Steamboat Springs and Northwest Colorado Sights



Colorado National Monument

Colorado National Monument Review

Sheer red-rock cliffs open to 23 miles of steep canyons and thin monoliths that sprout as high as 450 feet from the floor of Colorado National Monument. This vast tract of rugged, ragged terrain was declared a national monument in 1911 at the urging of an eccentric visionary named John Otto. Now it's popular for rock climbing, horseback riding, cross-country skiing, biking, and camping. Cold Shivers Point is just one of the many dramatic overlooks along Rim Rock Drive, a 23-mile scenic route with breathtaking views. The town of Fruita, at the base of Colorado National Monument, is a haven for mountain bikers and hikers. It makes a great center for exploring the area's canyons—whether from the seat of a bike or the middle of a raft, heading for a leisurely float trip.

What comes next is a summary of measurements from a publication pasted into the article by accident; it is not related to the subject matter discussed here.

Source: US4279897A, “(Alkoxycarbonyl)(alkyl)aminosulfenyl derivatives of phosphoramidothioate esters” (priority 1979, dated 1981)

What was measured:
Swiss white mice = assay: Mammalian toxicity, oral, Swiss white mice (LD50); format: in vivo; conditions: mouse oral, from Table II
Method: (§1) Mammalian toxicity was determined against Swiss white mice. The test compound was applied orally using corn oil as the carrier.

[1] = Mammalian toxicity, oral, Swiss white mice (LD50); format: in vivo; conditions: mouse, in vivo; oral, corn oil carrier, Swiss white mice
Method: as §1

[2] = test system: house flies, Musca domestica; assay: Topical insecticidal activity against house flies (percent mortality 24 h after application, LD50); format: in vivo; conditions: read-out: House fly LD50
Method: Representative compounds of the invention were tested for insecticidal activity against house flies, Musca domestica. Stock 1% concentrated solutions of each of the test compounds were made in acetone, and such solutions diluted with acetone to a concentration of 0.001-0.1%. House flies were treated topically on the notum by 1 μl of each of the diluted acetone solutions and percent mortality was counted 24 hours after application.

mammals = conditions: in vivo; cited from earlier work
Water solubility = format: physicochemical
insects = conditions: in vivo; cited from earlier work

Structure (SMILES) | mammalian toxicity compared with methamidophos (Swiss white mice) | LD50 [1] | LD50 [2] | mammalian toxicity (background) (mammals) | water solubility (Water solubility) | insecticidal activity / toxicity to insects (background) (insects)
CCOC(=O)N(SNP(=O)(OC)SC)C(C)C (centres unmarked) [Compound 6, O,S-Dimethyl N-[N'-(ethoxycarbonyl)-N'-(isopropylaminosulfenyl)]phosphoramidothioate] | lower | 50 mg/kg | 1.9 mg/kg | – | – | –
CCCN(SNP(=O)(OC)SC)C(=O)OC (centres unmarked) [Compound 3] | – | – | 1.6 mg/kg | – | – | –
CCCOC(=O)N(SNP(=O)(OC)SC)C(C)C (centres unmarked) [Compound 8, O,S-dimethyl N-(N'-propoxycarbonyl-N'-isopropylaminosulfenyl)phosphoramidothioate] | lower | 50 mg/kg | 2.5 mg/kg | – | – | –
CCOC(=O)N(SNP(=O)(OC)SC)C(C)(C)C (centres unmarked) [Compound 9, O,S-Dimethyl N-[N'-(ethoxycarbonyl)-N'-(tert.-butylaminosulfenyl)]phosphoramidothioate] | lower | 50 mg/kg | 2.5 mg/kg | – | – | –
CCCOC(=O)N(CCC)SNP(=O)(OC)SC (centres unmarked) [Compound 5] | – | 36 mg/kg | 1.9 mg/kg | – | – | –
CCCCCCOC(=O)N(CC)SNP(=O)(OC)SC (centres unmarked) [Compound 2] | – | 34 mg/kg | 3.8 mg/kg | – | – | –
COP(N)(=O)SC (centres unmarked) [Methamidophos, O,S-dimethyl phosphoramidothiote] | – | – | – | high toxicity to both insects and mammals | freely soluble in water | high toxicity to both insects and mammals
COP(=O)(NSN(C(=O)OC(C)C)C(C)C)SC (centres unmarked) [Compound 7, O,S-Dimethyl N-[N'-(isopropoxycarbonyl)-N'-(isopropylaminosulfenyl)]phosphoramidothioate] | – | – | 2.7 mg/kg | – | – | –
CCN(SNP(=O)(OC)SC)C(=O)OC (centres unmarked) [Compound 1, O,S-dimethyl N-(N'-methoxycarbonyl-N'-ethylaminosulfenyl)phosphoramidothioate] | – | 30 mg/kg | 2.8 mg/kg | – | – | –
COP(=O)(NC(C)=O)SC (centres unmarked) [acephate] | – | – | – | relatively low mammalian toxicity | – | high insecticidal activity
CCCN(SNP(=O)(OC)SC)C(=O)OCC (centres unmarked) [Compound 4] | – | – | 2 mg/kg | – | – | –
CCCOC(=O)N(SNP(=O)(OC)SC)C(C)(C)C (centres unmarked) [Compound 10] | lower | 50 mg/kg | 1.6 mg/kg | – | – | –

Visitor Center. Scheduled programs, such as guided walks and campfire talks, are posted at the Visitor Center. Maps and trail information are also available. 970/858–3617. Daily 9–6.

    Contact Information

  • Address: Fruita, CO 81521 | Map It
  • Phone: 970/858–3617 Ext. 360
  • Cost: $10 per wk per vehicle. Visitors entering on bicycle, motorcycle, or foot pay $5 for weekly pass
  • Hours: Daily
  • Website:
  • Location: Colorado National Monument
Updated: 09-05-2013

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